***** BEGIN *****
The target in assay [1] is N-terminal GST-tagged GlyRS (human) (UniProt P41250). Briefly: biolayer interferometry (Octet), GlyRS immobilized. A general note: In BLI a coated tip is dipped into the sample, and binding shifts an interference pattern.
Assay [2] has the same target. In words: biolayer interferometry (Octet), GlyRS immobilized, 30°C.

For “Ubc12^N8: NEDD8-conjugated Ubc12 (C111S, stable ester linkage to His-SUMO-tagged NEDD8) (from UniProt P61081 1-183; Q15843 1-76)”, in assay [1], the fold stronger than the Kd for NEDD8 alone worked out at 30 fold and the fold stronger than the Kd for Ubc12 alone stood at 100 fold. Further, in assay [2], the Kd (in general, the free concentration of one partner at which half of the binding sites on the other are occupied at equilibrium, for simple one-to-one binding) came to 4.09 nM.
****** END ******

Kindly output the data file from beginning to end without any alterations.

The target in assay [1] is N-terminal GST-tagged GlyRS (human) (UniProt P41250). Briefly: biolayer interferometry (Octet), GlyRS immobilized. A general note: In BLI a coated tip is dipped into the sample, and binding shifts an interference pattern.
Assay [2] has the same target. In words: biolayer interferometry (Octet), GlyRS immobilized, 30°C.

For “Ubc12^N8: NEDD8-conjugated Ubc12 (C111S, stable ester linkage to His-SUMO-tagged NEDD8) (from UniProt P61081 1-183; Q15843 1-76)”, in assay [1], the fold stronger than the Kd for NEDD8 alone worked out at 30 fold and the fold stronger than the Kd for Ubc12 alone stood at 100 fold. Further, in assay [2], the Kd (in general, the free concentration of one partner at which half of the binding sites on the other are occupied at equilibrium, for simple one-to-one binding) came to 4.09 nM.